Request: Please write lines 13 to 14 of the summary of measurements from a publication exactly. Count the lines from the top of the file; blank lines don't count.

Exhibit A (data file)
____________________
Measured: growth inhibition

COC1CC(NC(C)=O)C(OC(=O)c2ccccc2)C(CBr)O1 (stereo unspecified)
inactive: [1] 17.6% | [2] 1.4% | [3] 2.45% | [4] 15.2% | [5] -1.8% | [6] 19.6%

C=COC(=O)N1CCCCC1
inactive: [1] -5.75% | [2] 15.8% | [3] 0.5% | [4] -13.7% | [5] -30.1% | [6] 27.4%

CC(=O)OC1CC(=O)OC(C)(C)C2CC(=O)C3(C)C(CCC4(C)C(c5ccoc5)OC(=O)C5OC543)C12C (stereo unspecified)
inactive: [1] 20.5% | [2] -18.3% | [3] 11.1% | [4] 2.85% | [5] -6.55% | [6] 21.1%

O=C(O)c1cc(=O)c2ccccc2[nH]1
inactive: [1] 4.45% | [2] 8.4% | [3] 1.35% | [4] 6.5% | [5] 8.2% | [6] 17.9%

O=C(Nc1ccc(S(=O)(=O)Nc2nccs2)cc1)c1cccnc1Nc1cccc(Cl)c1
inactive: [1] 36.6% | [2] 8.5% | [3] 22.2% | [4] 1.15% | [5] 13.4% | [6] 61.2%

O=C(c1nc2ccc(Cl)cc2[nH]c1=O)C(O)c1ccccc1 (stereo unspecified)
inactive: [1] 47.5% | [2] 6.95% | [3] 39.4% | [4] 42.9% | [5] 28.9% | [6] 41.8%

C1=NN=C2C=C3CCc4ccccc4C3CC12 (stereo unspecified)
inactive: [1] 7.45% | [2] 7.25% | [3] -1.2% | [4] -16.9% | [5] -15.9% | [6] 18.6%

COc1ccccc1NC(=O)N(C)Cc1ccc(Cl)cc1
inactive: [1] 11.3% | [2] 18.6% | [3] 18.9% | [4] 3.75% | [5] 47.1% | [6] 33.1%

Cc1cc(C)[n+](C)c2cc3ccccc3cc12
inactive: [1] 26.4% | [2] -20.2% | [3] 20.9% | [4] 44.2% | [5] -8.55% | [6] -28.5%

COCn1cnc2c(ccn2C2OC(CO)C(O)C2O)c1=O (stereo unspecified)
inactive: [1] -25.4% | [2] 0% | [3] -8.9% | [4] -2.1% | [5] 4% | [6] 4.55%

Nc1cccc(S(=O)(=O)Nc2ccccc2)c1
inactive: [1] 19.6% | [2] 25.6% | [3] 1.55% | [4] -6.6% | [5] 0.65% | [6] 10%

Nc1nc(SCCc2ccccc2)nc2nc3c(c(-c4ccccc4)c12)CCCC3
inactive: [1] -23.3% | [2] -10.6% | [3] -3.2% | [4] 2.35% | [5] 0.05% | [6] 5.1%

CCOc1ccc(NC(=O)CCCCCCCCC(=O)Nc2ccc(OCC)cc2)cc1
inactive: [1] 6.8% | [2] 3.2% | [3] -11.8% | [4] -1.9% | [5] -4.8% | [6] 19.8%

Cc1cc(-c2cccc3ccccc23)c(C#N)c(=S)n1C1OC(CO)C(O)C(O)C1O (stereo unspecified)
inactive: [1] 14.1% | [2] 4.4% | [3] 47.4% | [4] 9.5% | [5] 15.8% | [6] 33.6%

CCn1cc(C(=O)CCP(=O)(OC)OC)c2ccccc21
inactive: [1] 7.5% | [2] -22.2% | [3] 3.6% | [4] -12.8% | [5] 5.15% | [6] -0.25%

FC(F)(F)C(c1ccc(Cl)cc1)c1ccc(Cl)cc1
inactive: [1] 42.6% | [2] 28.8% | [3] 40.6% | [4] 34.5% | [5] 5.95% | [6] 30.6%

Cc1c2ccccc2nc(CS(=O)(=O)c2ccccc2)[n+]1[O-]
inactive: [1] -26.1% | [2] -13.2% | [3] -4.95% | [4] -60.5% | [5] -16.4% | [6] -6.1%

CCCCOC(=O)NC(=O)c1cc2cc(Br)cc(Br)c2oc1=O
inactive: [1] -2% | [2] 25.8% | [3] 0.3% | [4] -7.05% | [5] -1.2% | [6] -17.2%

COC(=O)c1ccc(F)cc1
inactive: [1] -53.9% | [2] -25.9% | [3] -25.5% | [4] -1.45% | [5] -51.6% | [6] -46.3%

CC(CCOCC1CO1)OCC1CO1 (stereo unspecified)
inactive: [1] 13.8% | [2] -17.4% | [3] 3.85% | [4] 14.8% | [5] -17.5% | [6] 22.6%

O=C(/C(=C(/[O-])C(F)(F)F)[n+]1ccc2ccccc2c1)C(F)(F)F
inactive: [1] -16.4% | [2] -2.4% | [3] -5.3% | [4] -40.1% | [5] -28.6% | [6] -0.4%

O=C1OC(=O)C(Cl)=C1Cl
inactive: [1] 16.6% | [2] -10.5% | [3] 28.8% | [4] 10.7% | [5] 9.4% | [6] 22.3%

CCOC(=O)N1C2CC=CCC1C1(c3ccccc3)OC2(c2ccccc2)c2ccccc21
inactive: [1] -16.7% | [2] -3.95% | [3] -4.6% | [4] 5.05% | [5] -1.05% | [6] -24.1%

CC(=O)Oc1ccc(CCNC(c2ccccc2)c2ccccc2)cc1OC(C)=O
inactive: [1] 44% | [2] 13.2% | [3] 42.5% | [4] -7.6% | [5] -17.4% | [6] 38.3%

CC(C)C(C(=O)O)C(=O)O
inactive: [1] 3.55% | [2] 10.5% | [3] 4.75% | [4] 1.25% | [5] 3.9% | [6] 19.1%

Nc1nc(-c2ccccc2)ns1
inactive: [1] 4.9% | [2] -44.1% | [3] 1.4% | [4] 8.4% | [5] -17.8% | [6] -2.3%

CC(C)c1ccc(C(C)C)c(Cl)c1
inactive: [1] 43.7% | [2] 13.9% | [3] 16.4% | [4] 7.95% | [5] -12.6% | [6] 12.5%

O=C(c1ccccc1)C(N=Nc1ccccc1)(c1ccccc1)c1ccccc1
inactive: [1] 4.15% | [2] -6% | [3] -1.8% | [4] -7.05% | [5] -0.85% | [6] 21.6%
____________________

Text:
inactive: [1] 47.5% | [2] 6.95% | [3] 39.4% | [4] 42.9% | [5] 28.9% | [6] 41.8%

C1=NN=C2C=C3CCc4ccccc4C3CC12 (stereo unspecified)